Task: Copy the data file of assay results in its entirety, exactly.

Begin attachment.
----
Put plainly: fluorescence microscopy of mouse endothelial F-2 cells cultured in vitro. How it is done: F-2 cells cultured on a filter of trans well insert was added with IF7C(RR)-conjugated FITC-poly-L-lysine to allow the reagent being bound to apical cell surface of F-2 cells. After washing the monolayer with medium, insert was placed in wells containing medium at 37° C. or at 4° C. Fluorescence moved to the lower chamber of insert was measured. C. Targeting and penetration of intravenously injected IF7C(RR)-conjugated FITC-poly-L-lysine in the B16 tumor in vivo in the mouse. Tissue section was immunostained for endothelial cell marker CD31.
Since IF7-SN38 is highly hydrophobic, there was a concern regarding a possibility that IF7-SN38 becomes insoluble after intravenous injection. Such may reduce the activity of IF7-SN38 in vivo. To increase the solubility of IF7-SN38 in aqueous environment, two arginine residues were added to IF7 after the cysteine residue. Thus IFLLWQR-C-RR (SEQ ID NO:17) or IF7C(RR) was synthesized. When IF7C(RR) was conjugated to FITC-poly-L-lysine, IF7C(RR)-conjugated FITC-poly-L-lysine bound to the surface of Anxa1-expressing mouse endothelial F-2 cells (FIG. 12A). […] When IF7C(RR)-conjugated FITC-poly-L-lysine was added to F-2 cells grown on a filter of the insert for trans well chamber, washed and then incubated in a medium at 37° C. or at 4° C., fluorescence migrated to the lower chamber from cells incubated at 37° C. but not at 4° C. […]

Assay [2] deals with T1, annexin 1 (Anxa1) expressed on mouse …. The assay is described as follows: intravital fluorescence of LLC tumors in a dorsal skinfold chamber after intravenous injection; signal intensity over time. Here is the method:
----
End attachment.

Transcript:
Put plainly: fluorescence microscopy of mouse endothelial F-2 cells cultured in vitro. How it is done: F-2 cells cultured on a filter of trans well insert was added with IF7C(RR)-conjugated FITC-poly-L-lysine to allow the reagent being bound to apical cell surface of F-2 cells. After washing the monolayer with medium, insert was placed in wells containing medium at 37° C. or at 4° C. Fluorescence moved to the lower chamber of insert was measured. C. Targeting and penetration of intravenously injected IF7C(RR)-conjugated FITC-poly-L-lysine in the B16 tumor in vivo in the mouse. Tissue section was immunostained for endothelial cell marker CD31.
Since IF7-SN38 is highly hydrophobic, there was a concern regarding a possibility that IF7-SN38 becomes insoluble after intravenous injection. Such may reduce the activity of IF7-SN38 in vivo. To increase the solubility of IF7-SN38 in aqueous environment, two arginine residues were added to IF7 after the cysteine residue. Thus IFLLWQR-C-RR (SEQ ID NO:17) or IF7C(RR) was synthesized. When IF7C(RR) was conjugated to FITC-poly-L-lysine, IF7C(RR)-conjugated FITC-poly-L-lysine bound to the surface of Anxa1-expressing mouse endothelial F-2 cells (FIG. 12A). […] When IF7C(RR)-conjugated FITC-poly-L-lysine was added to F-2 cells grown on a filter of the insert for trans well chamber, washed and then incubated in a medium at 37° C. or at 4° C., fluorescence migrated to the lower chamber from cells incubated at 37° C. but not at 4° C. […]

Assay [2] deals with T1, annexin 1 (Anxa1) expressed on mouse …. The assay is described as follows: intravital fluorescence of LLC tumors in a dorsal skinfold chamber after intravenous injection; signal intensity over time. Here is the method: